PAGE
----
Plumbing: April 15, 2021
Electric Work: April 19, 2021
Wallpaper & Painting: April 20, 2021
Miscellaneous and touch-ups: April 22, 2021
Upon completion of the services, ABC Construction agrees to remove all materials, supplies, and debris.
-$2500 to be paid prior to the project start date of April 12, 2021.
-Remaining balance to be paid upon completion of satisfactory work as outlined.
The client may request reasonable changes to the services requested. Changes will be agreed upon via change order. The client understands that any changes may incur additional compensation and alter the scheduled timeline for completion of the project.
Can a Construction SOW Be Altered After Work Has Started?
While it’s important that SOW’s be detailed and accurate from the start, it’s important to note that SOW’s are not set in stone.
That’s because when it comes to construction, altering original plans are often inevitable. Big or small, you’d be hard-pressed to find a construction project that hasn’t seen its fair share of changes or adjustments. In fact, changes to construction SOWs occur in more than one-third of projects.
Maybe you’re building a home and the client decides mid-way through the project, they want an additional bathroom. Maybe you encounter an environmental concern during construction. Or maybe, while building, you run into an unexpected shortage of a key material.
Whatever the reason for the change, this is where change orders come into play.
Just like SOWs, change orders are incredibly common in the construction industry.
A change order is an agreed-upon change to the original scope of work or contract. When something causes a change in the SOW or contract, a change order needs to be created. The change order will identify specifics for the new...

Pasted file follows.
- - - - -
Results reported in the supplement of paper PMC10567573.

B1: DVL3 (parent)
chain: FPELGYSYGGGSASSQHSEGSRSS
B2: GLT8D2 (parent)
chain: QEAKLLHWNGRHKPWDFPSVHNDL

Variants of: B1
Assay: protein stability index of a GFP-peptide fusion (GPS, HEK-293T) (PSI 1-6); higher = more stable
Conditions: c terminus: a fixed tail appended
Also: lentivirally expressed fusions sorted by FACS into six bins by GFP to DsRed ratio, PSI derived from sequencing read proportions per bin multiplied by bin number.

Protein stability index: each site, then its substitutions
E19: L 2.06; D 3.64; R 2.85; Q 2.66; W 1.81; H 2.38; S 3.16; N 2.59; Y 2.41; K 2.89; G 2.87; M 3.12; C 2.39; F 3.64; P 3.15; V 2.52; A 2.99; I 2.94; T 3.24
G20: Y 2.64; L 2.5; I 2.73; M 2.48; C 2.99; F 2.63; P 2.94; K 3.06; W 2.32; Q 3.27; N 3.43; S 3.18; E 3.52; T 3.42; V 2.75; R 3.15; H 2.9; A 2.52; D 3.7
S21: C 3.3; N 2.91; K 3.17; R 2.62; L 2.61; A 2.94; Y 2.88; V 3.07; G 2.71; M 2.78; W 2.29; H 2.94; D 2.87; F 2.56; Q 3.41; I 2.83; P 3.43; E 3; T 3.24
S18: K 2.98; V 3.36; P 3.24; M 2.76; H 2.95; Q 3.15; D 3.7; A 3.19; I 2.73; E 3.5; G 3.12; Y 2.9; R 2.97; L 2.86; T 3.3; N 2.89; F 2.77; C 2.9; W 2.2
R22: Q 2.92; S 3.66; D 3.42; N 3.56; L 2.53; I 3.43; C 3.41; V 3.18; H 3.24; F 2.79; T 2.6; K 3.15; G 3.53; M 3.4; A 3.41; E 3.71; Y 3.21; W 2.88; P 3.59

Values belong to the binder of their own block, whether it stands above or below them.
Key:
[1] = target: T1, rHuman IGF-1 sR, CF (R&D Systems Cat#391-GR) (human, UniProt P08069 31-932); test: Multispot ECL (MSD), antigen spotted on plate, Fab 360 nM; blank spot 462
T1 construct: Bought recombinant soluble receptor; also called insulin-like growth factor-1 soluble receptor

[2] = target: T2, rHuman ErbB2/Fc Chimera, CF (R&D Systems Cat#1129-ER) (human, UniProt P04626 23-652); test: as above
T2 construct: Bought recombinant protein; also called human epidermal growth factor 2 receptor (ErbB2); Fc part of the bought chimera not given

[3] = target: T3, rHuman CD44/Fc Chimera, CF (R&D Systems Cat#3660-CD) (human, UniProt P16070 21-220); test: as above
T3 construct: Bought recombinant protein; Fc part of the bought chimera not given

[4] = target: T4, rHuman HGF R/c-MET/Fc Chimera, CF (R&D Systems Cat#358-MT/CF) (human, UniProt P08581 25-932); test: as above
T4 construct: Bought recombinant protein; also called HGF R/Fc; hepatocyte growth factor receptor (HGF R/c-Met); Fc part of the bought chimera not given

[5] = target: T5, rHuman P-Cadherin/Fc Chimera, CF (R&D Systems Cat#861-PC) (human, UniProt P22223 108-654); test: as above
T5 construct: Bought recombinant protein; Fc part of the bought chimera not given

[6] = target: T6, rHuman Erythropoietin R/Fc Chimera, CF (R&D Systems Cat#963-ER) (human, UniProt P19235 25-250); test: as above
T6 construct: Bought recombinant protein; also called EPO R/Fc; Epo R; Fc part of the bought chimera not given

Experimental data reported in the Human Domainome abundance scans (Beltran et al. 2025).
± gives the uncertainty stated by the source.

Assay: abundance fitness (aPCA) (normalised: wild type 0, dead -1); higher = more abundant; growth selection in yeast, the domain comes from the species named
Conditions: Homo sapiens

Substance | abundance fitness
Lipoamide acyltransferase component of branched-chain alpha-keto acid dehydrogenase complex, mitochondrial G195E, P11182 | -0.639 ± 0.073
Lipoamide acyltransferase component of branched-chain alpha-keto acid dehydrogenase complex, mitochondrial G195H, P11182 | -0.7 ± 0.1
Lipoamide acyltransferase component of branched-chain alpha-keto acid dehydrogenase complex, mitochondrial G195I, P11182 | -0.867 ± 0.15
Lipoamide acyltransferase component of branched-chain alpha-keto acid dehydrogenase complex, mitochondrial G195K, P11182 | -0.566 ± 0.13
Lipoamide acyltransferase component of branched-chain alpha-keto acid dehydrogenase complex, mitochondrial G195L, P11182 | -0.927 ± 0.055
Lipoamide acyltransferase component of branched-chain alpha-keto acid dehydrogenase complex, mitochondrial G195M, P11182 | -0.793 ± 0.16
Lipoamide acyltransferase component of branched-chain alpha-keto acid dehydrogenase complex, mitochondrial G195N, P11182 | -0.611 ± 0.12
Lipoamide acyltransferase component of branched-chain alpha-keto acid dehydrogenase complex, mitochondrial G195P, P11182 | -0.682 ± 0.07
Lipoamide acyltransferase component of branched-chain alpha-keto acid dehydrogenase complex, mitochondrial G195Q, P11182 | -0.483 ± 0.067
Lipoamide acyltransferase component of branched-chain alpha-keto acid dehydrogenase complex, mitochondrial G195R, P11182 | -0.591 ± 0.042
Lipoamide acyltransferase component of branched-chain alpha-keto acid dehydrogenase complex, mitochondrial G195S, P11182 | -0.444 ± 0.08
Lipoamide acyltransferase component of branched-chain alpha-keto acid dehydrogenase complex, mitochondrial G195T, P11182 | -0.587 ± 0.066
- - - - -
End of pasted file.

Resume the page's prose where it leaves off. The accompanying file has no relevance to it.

- And more
...associated with the change.
Flexbase Provides a Streamlined Process to Easily Manage Your Billing for a Completed Scope of Work
Flexbase is a construction tech company. Sure, you could use any standard billing software to manage billing. But why use software that hair salons, lawn companies, and other small businesses use when we’ve designed our app and software specifically for construction companies and general contractors. Flexbase is designed to meet your needs.
A large component of the scope of work is the invoicing and payment for a project. That’s where Flexbase comes in.
Once you’ve successfully completed the work agreed to, the client is responsible for timely payment.
With Flexbase, you’ll be able to:
- Generate invoices and payment applications for every client
- Request payments
- Track projects, materials used, and receipts
- Manage change orders to the scope of work
- Communicate directly with your clients through our app
- Send late payment reminders
- And more...
We’re confident. Once you’ve tried Flexbase, you’ll wonder how you completed past construction projects without it.
Get started today with a free demo.